Dublin Dining chronicles my food & drink experiences during six months living in Dublin, Ireland.
A local friend suggested we check out Sister Sadie, an eclectic little café launched by another popular restaurant called Brother Hubbard. Sister Sadie had just recently started supper service three nights a week, and once I read a few early reviews, I was sold. The menu itself was small but ambitious, with a focus on creative seasonal ingredients and warm Middle Eastern spices. We shared several dishes, each with unique character. Rounds of sesame-glazed chorizo and seeded goat cheese joined an unlikely combination of hazelnut, roasted red pepper, pickled onion, and mixed greens in a way that worked incredibly well. Soft, herb-roasted carrots with zingy tahini sauce and a heavy dusting of za’atar were what every vegetable side should aspire to be.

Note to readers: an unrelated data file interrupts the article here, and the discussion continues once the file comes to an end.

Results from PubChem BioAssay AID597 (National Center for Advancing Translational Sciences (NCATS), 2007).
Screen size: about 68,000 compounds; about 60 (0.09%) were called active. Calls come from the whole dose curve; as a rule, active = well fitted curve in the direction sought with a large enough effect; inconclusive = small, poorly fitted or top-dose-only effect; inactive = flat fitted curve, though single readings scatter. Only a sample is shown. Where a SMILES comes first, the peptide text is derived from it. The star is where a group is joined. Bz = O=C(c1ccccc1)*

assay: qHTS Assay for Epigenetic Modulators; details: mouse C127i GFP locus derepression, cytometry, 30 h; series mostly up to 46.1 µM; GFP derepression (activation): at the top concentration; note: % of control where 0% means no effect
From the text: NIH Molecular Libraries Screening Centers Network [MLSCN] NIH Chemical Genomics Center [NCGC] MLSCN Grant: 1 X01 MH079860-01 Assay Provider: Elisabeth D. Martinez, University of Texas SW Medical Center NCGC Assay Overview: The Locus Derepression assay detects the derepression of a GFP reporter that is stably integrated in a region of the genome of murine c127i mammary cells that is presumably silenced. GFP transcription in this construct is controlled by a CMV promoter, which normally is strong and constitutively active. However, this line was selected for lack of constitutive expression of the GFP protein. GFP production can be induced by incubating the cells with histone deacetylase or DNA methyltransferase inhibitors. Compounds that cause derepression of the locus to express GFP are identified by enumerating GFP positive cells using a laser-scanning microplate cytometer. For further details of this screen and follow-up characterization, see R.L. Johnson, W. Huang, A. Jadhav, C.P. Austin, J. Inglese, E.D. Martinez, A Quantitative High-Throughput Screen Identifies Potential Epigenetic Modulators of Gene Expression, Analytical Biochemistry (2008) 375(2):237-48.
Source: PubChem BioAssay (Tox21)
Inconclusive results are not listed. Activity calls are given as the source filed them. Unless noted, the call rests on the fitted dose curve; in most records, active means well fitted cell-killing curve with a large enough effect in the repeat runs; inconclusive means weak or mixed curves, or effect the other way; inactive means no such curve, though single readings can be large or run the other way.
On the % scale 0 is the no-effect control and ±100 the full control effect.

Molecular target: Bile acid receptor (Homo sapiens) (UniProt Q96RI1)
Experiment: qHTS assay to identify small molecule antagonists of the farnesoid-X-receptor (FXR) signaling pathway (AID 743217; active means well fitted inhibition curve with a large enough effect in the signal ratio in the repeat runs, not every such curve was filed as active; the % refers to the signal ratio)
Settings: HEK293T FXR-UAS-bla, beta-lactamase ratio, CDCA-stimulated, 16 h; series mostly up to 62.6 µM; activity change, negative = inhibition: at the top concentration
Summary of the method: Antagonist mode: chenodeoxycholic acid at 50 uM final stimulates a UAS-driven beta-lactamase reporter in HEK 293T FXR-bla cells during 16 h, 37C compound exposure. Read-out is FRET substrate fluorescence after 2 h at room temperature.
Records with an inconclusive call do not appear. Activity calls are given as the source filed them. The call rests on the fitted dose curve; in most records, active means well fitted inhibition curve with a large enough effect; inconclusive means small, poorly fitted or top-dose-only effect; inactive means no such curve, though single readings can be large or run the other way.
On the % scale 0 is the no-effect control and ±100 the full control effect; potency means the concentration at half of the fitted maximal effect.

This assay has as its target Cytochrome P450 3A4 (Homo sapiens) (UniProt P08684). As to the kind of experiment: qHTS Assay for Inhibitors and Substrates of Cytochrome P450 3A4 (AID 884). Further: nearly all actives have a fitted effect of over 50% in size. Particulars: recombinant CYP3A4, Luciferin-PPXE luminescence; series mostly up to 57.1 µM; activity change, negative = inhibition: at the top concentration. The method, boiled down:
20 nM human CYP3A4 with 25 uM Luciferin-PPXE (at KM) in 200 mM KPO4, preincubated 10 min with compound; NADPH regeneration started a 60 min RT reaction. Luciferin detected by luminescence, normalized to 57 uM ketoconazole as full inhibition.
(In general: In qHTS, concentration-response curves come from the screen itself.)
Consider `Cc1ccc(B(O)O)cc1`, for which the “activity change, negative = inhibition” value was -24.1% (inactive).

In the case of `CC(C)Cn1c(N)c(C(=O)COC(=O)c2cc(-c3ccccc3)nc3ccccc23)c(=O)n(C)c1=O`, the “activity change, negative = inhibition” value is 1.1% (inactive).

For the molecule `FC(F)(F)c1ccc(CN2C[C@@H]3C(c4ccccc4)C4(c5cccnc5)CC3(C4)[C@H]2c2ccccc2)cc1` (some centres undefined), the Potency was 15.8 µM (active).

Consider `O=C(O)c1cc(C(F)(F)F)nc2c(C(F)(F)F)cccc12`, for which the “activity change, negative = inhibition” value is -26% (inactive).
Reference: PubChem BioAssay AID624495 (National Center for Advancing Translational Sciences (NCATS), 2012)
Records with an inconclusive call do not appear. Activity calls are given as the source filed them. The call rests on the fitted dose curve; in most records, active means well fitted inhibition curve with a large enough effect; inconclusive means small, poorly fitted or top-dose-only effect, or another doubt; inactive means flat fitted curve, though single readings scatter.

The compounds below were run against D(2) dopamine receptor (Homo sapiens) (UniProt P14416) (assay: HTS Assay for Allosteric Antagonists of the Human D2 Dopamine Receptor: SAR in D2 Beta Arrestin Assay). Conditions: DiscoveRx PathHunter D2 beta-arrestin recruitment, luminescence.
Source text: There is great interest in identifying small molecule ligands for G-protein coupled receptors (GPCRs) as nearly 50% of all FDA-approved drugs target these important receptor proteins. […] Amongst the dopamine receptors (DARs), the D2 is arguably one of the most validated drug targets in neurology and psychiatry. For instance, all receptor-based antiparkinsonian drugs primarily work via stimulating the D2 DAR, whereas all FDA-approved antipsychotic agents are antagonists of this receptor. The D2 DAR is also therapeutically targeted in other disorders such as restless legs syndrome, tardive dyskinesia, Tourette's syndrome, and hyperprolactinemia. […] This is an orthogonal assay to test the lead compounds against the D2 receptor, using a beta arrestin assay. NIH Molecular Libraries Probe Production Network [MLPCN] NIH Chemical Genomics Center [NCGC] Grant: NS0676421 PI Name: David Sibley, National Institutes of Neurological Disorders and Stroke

The baked salmon salad excelled in both texture and flavor: citrusy, sumac-crusted salmon and plenty of crunch from pickled fennel, spiced seeds, and greens. I also enjoyed Sister Sadie’s version of shakshuka (baked eggs, also a favorite at Avec brunch in Chicago) – the rich, chunky tomato sauce and feta cheese tasted great with both the eggs and the accompanying za’atar flatbread. The service was easily the most attentive I’d had so far in Dublin, and we were even sent home with a pastry for breakfast the next morning.
The details: Sister Sadie, 46 Harrington St., Dublin 8, Ireland.